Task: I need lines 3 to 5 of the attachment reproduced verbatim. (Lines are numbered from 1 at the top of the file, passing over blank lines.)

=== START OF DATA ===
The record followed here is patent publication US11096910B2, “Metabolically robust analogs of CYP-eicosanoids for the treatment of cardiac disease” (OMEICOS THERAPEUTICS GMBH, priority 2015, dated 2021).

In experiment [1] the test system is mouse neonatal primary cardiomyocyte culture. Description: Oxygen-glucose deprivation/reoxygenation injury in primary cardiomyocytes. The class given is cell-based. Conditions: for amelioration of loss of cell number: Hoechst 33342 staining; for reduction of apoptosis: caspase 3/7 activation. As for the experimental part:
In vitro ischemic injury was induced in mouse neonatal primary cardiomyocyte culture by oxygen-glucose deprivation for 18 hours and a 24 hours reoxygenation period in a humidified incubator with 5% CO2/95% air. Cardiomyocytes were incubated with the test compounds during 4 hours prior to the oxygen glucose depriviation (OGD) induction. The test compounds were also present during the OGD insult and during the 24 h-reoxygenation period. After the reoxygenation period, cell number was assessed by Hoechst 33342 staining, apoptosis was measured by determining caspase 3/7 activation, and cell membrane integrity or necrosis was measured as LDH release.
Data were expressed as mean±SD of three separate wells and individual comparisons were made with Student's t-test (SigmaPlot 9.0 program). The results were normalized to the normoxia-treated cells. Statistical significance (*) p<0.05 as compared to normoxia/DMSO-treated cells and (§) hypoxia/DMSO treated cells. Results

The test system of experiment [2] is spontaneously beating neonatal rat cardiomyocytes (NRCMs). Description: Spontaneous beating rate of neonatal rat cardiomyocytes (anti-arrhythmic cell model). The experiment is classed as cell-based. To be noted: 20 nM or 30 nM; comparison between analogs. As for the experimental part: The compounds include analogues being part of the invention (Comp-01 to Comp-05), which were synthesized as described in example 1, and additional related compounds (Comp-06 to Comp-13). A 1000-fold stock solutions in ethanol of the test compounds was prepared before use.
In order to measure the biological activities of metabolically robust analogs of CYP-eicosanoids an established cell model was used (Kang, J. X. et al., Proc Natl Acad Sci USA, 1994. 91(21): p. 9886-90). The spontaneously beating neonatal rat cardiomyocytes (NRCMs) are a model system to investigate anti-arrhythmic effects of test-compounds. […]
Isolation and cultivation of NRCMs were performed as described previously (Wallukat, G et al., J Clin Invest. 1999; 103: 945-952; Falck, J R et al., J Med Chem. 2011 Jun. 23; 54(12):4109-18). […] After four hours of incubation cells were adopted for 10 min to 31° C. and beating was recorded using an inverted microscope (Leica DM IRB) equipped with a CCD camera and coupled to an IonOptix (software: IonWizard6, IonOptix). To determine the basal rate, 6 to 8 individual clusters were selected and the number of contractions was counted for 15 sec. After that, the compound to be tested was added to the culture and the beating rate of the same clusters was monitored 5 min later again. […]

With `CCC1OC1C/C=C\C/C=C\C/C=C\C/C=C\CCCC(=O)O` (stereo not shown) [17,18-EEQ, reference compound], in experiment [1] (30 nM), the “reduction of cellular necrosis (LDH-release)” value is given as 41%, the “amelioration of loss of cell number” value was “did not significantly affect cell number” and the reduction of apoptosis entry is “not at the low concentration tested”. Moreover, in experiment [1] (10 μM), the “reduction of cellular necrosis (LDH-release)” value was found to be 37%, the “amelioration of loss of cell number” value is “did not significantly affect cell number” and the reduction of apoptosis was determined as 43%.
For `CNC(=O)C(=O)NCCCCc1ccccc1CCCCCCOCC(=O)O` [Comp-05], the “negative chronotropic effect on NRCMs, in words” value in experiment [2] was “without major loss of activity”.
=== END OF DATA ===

In vitro ischemic injury was induced in mouse neonatal primary cardiomyocyte culture by oxygen-glucose deprivation for 18 hours and a 24 hours reoxygenation period in a humidified incubator with 5% CO2/95% air. Cardiomyocytes were incubated with the test compounds during 4 hours prior to the oxygen glucose depriviation (OGD) induction. The test compounds were also present during the OGD insult and during the 24 h-reoxygenation period. After the reoxygenation period, cell number was assessed by Hoechst 33342 staining, apoptosis was measured by determining caspase 3/7 activation, and cell membrane integrity or necrosis was measured as LDH release.
Data were expressed as mean±SD of three separate wells and individual comparisons were made with Student's t-test (SigmaPlot 9.0 program). The results were normalized to the normoxia-treated cells. Statistical significance (*) p<0.05 as compared to normoxia/DMSO-treated cells and (§) hypoxia/DMSO treated cells. Results

The test system of experiment [2] is spontaneously beating neonatal rat cardiomyocytes (NRCMs). Description: Spontaneous beating rate of neonatal rat cardiomyocytes (anti-arrhythmic cell model). The experiment is classed as cell-based. To be noted: 20 nM or 30 nM; comparison between analogs. As for the experimental part: The compounds include analogues being part of the invention (Comp-01 to Comp-05), which were synthesized as described in example 1, and additional related compounds (Comp-06 to Comp-13). A 1000-fold stock solutions in ethanol of the test compounds was prepared before use.